Close encounters with critics can be enervating and/or invigorating.


Rejected for Words, Works, Ways

I have read how Christ was rejected, particularly by his own leaders. You might say that Christ deserved to be rejected by them.

His words. After all, he called them hypocrites in the harshest of human terms.

His works. Many of his works were offensive or threatening to the Jews and Romans.

His ways. His ways were not the common ways (higher ways, not highways).

I too tend to be rejected by leaders who tend to promote their own kin and kind . . . to be labeled and black-balled by administrators who imprison me for life with no pardon or parole, no commuting of sentence or early release. Every errant word or suspect deed of mine serves to reinforce their perception and prejudice and justify their punishment.

In all religious societies composed of priests, there is the ever-present threat of priestcraft, along with high callings and canonizations for the “ins,” rejection of the “outs,” and uniformity of acceptable conduct—one style, one mode, one manner of expression.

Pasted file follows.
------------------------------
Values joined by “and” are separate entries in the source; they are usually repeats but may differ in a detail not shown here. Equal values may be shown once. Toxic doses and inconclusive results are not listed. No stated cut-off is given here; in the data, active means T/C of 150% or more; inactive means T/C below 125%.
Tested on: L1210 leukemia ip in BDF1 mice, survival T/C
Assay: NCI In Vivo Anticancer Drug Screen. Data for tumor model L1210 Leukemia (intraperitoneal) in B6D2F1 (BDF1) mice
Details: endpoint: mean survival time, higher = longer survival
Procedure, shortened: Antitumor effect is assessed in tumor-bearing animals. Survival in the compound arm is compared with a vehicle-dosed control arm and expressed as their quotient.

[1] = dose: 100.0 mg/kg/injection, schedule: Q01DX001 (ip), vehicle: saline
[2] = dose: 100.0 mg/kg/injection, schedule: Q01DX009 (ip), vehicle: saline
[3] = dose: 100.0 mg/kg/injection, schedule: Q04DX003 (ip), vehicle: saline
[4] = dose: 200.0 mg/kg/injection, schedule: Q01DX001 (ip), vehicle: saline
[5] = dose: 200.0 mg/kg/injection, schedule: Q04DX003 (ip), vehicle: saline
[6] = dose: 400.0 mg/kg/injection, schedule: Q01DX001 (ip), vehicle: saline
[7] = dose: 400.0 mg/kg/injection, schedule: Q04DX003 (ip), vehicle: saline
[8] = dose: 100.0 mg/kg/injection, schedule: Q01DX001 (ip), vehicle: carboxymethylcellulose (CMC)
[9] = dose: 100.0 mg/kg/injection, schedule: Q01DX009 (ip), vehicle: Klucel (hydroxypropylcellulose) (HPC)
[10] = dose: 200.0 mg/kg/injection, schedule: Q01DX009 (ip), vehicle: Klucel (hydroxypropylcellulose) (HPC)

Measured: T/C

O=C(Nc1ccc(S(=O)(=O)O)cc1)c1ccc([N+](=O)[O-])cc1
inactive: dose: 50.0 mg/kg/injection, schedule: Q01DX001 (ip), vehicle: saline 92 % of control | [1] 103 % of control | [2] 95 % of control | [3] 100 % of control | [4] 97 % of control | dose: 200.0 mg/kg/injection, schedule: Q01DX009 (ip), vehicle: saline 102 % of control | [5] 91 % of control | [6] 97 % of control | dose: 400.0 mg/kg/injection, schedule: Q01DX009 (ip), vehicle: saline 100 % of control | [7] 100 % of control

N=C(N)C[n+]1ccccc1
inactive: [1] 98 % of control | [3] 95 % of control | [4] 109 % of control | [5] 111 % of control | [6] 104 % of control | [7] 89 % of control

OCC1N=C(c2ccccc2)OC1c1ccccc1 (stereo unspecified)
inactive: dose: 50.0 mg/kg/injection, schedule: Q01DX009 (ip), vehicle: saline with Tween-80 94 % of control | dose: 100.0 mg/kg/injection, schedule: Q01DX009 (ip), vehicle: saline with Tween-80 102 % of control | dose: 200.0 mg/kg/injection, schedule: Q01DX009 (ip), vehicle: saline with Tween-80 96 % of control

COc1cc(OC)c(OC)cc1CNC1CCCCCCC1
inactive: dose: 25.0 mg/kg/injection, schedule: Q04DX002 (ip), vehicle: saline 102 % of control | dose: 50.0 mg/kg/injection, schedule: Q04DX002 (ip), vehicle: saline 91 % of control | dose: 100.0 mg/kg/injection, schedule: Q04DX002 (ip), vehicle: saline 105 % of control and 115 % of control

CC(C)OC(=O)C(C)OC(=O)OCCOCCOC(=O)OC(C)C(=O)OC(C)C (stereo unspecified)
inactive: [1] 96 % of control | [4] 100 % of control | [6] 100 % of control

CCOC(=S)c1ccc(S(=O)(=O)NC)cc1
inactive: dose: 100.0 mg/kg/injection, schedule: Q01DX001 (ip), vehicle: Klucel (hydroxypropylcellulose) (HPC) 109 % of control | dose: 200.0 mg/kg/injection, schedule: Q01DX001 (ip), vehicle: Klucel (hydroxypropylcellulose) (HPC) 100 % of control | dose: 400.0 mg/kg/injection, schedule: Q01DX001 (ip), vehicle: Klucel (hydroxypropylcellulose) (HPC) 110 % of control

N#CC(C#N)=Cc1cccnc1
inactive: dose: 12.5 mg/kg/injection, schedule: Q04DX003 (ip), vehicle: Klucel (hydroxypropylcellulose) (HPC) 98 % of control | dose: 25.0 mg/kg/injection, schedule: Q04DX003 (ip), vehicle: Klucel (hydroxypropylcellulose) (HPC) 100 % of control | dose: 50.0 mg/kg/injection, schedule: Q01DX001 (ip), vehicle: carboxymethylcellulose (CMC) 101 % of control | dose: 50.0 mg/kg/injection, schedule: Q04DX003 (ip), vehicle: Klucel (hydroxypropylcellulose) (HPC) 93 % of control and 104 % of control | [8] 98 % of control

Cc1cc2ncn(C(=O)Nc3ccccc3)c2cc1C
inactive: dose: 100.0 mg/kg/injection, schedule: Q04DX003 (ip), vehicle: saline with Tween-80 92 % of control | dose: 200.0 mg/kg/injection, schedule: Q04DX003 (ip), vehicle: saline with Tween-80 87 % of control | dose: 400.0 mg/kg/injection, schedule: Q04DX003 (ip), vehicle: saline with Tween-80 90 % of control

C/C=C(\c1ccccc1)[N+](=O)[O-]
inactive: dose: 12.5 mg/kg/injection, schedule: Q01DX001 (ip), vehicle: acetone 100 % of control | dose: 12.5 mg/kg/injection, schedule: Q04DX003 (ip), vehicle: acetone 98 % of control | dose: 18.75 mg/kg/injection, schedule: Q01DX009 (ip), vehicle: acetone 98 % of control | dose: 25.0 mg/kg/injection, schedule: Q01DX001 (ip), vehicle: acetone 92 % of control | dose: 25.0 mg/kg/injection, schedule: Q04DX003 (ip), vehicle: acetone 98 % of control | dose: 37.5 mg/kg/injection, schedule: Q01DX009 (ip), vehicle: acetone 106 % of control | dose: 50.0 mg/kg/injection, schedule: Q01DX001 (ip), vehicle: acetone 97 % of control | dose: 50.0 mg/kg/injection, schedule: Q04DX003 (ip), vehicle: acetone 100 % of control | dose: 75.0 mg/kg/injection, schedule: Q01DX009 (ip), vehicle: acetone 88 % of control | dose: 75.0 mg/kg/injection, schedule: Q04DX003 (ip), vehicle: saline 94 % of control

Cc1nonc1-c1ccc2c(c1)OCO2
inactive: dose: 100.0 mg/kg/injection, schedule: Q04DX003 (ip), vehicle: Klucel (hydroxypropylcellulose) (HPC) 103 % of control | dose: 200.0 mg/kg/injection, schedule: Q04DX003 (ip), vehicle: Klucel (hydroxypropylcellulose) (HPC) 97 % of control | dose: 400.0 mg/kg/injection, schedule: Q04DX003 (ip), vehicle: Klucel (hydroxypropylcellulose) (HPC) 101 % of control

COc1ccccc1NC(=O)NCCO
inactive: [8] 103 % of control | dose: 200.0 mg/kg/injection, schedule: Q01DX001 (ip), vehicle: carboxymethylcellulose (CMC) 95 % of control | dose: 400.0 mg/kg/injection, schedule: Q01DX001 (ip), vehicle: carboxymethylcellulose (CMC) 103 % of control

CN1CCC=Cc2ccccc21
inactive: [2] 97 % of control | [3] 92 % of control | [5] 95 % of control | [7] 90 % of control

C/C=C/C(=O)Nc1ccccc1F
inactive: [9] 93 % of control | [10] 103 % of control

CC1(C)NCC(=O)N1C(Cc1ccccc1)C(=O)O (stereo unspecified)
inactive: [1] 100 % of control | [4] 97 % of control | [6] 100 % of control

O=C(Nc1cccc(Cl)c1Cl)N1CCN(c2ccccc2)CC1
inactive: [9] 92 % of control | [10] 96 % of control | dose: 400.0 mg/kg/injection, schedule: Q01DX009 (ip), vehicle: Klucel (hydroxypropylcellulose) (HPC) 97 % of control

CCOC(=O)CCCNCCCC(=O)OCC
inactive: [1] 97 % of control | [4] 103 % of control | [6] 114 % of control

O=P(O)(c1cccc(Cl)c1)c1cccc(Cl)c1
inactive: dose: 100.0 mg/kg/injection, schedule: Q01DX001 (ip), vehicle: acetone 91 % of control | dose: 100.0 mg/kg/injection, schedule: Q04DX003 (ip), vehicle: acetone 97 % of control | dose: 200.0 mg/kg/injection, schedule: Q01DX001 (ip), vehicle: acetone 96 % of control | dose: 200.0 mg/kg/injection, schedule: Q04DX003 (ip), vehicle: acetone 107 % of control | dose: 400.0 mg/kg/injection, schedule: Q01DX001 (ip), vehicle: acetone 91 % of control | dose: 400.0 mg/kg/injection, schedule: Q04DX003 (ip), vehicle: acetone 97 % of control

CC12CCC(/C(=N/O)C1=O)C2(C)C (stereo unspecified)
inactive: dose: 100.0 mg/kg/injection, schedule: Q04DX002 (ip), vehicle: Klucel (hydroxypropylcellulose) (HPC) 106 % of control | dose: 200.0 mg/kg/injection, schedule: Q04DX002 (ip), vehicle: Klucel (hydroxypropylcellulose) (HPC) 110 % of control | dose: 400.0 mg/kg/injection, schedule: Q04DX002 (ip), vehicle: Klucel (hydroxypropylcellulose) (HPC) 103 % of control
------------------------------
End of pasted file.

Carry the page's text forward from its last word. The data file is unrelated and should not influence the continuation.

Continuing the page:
I confess to meriting rejection in some measure, as I am a sinner. Still, I have not committed the more serious sins, and yet I am seen as threatening by some.

My works. My profession as a writer/journalist/publisher causes concern.

My words. I am known for creativity, originality, candor, authenticity and objectivity (which is usually seen as negativity).

My ways. My non-conforming ways are seen as disobedience.


Thankfully, I received consolation from a Wise Friend. As I read your words,” he wrote, “these words came to mind (from 3 Nephi 12: 10):  “And blessed are all they who are persecuted for my name’s sake, for theirs is the kingdom of heaven. 11 And blessed are ye when men shall revile you and persecute, and shall say all manner of evil against you falsely, for my sake; 12 For ye shall have great joy and be exceedingly glad, for great shall be your reward in heaven; for so persecuted they the prophets who were before you.”

Please understand: I am not comparing myself to Christ, merely making the point that messengers of truth still tend to get criticized and shelled if not crucified and shot.  And yet I am grateful for my enemies and critics:  I continue to learn much from them.